Debunking Lowell myths

Myth: All Lowell students get a lot of homework.

Kimberly Yee
Contrary to popular belief, this is not what every Lowell student looks like.
  • “I think it differentiates based on what classes you take. Some classes don’t assign as much homework as others.”—Jillian Carrillo, 12th grade
  • “That is so not true, it really depends on how lazy you are and if you get your homework done at a decent hour or not.”—Riley Fairchild, 11th grade

Though Lowell upholds a general level of academic rigor, the truth is, homework loads vary tremendously from student to student. One of Lowell’s defining characteristics is how each student can select their own classes and teachers. This means every semester Lowellites can control their workload through combining optional Advanced Placement (AP) and honors classes with less demanding courses. Students are also able to prevent becoming overwhelmed by homework through developing effective study skills. Learning not to procrastinate and keeping track of assignments in a planner are helpful methods for not letting homework pile up.

Myth: There is a swimming pool on the fourth floor.

Kimberly Yee
What freshman imagine upon hearing about the fake fourth floor swimming pool.
  • “It’s a joke we tell all the freshmen.”—Amber Chung, 12th grade

As a Lowell freshman it is a tradition to be told that there is a swimming pool on the fourth floor of the main building. This myth is perpetuated by upperclassmen and Radio Lowell, and it is just a playful prank. Lowell has neither a fourth floor nor a swimming pool, but we do have a swim team and a swim class. The team and the class both practice at Sava Pool, a 20 minute walk from Lowell’s campus.

Myth: Everyone at Lowell is Type A.

Kimberly Yee
Neat, organized, and always doing homework. Are all Lowell students like this?
  • “I think there is a certain stereotype of people at Lowell, but I don’t think there is one type that fits everyone.”—Angeline Fong, 10th grade

Lowellites can be ambitious workaholics, but categorizing the entire student body as Type A is reductive. Typical Type B traits such as socialness and creativity are embedded in many Lowell traditions across campus. For instance, every semester the school holds Spirit Week where students decorate the halls with hand-painted posters and dress up in zainy costumes. Each Spirit Week culminates in an all-school rally where the grades compete in games like tug of war, and dance committees from each grade give rousing performances. The Visual and Performing Arts department also provides many year-round opportunities for students to express themselves creatively through productions such as the fall play, spring musical, dance showcases, and choir concerts.

Myth: Lowell students are super competitive with each other.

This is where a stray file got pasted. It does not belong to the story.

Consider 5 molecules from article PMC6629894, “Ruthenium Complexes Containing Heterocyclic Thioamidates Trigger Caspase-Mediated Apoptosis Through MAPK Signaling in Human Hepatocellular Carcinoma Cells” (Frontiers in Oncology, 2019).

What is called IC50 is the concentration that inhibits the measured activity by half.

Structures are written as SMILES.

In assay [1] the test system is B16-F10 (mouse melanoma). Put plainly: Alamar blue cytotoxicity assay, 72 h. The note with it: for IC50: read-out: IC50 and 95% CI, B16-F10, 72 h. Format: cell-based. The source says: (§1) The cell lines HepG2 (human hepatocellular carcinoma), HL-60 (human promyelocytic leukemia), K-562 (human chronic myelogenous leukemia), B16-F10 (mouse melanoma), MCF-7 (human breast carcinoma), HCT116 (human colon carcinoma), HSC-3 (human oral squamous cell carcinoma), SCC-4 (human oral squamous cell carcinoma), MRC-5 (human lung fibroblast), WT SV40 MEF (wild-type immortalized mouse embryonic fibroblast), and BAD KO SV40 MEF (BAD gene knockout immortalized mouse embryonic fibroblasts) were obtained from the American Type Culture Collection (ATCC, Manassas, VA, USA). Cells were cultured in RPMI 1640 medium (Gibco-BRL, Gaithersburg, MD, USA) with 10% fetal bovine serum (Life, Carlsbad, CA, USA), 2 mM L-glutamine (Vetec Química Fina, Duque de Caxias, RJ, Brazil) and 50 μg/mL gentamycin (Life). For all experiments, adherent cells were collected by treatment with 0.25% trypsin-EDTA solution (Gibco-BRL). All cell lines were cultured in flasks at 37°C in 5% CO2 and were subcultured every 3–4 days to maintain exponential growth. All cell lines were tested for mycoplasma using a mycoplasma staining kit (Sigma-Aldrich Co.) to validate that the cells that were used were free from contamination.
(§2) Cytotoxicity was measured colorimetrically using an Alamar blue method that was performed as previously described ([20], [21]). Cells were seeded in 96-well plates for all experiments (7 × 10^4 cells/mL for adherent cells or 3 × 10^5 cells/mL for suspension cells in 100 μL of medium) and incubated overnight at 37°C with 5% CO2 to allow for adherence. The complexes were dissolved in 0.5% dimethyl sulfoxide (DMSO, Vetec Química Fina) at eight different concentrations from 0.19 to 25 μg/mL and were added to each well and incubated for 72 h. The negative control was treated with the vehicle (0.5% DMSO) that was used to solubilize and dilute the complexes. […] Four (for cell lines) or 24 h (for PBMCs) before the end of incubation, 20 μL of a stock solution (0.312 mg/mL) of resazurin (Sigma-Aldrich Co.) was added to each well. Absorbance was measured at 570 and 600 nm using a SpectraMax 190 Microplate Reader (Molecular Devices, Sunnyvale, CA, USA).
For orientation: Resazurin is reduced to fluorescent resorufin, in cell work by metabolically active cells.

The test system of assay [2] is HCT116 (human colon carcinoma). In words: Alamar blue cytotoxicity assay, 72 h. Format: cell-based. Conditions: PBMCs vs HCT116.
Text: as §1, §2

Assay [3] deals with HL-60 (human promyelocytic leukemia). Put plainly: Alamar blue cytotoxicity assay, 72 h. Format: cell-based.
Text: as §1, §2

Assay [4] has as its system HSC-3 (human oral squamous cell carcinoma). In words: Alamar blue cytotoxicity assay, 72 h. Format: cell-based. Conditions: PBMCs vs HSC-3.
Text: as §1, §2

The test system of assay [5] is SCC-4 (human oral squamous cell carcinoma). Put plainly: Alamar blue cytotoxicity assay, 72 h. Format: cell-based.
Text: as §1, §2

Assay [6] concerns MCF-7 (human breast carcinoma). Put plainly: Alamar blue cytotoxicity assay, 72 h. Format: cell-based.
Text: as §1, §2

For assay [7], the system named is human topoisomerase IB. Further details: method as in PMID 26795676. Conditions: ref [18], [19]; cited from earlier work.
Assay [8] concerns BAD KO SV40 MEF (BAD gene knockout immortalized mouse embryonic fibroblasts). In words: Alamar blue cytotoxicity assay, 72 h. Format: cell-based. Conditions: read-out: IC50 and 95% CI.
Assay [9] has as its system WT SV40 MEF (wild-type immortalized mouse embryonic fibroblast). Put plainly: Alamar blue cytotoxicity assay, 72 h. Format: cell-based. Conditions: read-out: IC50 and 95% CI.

Kimberly Yee
Most Lowellites would not get upset comparing these scores.
  • “There are people who don’t care as much or can tune out the need to be competitive. Personally, I’m not very competitive because I know that it will just make me feel bad if I compare myself to others.”—Belle Callaghan-Sasone, 11th grade 
  • “Competition means people only care about themselves. Lowell really is not like that. Most people here are friendly and are willing to help you. If you don’t remember when an assignment is due, someone will remind you, they won’t leave you in the dust.”—Amy Chang, 11th grade

Thanks to Lowell’s selective admissions process and culture of overloading on AP classes, the school has garnered a cutthroat reputation. In actuality, Lowell students constantly collaborate and support one another. For example, upper classmen provide free tutoring in the library through Lowell’s chapter of the California Scholarship Federation, and the Peer Resources program works to build community through programs such as mentoring freshman. If students do begin struggling with feelings of competition and stress, they can receive support at the Wellness Center. The Wellness Center is located behind the Counseling Office and opens at 9:50 a.m. on Mondays, 12:50 p.m. on Wednesdays and 7:50 a.m. on Tuesdays, Thursdays and Fridays.

Myth: Everyone at Lowell only cares about studying.

Kimberly Yee
The library not overflowing with students.
  • “There are definitely a lot of extracurriculars that people care about; it is more than what I had in mind before I came to Lowell.”—Joanna Garay, 10th grade. 
  • “It is true that a lot of people care about studying, but it’s evident from the amount of clubs and sports teams that there are people who are really passionate about other things.”—Chloe O’Keefe, 12th grade.

While Lowell’s in-depth curriculum does require devoting time outside of school to studying, the vast majority of students are also passionate about their extracurriculars. With 26 sports teams and upwards of 120 clubs, Lowell boasts a wide variety of non-studying activities students can get invested in. Further information on Lowell’s student government opportunities, organizations, sports, and clubs can be accessed on the Lowell Student Association website.

These myths were the most popular entries gathered through a question box on @thelowell’s Instagram story.